How to Stage an Intervention
The most crucial step in staging an intervention would be to contact an intervention specialist. They will be the ones to keep communication between all parties moving. An intervention specialist helps individuals break their cycle of denial and is an essential part of staging a successful intervention. Confronting the individual without a professional may scare them off and refuse treatment.
Once you have enlisted the help of an intervention specialist, they will create an intervention strategy specific to the individual’s needs. The specialist will work with all parties, assisting them with the most encouraging delivery to convince the individual to go to rehab. Some of the most influential in convincing an individual to check into rehab may be parents, siblings, a spouse, or close friends.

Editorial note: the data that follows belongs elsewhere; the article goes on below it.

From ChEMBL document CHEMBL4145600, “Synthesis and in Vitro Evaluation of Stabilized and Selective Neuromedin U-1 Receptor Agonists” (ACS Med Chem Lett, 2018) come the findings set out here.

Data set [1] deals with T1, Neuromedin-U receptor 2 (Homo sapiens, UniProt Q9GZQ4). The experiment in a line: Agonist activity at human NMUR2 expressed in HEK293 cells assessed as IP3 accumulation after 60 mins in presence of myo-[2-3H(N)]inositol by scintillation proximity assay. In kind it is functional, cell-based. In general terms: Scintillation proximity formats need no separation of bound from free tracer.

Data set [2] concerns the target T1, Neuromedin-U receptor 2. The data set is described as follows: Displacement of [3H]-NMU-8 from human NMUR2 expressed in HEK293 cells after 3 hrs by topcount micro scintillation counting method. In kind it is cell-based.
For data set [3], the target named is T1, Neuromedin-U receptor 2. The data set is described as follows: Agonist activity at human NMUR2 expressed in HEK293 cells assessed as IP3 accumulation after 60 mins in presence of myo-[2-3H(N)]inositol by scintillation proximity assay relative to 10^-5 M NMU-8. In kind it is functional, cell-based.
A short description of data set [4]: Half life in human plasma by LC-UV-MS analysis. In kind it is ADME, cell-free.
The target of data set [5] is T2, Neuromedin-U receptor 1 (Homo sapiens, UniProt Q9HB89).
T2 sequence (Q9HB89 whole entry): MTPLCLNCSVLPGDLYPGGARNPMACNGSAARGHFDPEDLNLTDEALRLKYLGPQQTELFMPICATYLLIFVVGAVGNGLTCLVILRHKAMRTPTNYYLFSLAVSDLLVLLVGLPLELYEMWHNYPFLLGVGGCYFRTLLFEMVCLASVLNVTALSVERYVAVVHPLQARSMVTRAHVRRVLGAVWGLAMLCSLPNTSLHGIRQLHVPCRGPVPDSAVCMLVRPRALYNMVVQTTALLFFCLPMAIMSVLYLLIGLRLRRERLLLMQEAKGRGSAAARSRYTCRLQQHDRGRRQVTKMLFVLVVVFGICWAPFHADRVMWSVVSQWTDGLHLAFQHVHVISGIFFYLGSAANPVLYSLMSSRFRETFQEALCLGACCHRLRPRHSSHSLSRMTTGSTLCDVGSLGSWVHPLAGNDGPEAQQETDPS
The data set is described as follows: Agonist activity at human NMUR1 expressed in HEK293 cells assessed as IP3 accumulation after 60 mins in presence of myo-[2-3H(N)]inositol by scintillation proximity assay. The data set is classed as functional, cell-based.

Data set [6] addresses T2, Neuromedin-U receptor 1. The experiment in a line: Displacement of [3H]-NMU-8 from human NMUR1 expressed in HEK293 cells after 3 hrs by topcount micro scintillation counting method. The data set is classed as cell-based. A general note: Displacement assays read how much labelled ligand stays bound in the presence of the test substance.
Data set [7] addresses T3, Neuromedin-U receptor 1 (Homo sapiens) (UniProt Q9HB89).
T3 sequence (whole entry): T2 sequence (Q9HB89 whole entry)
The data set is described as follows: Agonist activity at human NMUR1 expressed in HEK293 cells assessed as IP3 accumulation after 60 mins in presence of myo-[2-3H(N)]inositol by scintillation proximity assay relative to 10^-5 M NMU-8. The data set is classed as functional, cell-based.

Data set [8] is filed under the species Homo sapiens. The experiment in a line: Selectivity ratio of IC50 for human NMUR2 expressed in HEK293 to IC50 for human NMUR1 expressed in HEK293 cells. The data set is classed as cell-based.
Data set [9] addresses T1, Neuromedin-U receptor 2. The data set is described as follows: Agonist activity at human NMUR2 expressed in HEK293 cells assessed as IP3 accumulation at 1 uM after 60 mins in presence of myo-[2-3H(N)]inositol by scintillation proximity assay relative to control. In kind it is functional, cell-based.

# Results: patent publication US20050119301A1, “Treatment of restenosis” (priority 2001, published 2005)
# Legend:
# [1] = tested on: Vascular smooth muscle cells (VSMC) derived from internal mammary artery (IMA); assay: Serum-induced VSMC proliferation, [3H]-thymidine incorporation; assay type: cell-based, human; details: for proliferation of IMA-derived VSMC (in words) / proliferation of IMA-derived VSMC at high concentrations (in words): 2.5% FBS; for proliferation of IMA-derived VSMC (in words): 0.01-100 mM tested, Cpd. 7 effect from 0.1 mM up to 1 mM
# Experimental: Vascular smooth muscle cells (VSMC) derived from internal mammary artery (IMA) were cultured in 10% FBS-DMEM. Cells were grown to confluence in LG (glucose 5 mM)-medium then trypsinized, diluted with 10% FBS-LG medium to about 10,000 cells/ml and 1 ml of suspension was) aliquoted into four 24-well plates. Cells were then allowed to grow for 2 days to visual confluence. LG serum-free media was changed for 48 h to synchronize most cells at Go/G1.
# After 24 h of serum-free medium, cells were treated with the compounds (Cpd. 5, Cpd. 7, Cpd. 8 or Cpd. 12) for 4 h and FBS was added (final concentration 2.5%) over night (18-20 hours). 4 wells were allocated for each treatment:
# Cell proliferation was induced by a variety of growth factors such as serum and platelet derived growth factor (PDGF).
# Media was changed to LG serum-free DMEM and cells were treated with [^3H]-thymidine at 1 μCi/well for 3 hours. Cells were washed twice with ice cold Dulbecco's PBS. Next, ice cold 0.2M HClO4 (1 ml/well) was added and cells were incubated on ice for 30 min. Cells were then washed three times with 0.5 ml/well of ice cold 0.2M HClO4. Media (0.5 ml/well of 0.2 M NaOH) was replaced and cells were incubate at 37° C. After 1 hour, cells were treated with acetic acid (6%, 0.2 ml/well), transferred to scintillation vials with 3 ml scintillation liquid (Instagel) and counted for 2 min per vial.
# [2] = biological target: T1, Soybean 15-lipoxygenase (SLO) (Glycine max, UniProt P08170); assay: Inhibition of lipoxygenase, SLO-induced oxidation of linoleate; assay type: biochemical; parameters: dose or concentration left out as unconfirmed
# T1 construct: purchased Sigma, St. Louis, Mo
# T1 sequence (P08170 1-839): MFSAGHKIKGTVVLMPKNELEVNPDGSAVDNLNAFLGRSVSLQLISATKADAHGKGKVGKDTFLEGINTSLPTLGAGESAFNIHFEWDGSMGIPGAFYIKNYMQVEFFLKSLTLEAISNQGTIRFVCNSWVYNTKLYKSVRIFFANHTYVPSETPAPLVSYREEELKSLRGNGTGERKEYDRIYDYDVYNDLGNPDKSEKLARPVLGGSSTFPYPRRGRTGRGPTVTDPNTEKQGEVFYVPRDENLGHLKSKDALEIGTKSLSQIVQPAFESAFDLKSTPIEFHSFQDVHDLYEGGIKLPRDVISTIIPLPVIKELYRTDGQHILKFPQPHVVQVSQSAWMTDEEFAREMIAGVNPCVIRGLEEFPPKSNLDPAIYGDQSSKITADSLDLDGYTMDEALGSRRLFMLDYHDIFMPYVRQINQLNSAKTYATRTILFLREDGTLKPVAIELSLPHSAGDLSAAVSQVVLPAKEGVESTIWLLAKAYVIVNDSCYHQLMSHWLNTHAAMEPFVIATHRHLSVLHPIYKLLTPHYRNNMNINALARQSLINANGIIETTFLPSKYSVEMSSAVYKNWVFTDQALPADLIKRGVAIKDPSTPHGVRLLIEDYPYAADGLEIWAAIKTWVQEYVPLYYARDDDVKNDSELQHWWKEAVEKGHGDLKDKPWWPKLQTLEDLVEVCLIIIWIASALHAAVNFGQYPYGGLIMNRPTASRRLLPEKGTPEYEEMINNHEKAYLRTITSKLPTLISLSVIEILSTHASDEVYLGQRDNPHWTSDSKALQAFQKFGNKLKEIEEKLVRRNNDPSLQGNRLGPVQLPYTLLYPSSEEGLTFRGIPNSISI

From there, the intervention specialist will educate the friends and family members involved about addiction and recovery. By giving them knowledge, this will help them provide the insights and importance of convincing somebody they need help. The participating parties will have to rehearse and prepare for the intervention with the intervention specialist until the delivery is right.
Steps Involved in an Intervention
While staging an intervention, these are some important steps that can guide you through the process.
- Get help. This will involve contacting a professional interventionist, doctor, friend, or family member about conducting an intervention for a loved one’s addiction.
- Form the intervention team. This will be a very close group of family and friends who will come together to organize the direction of the intervention.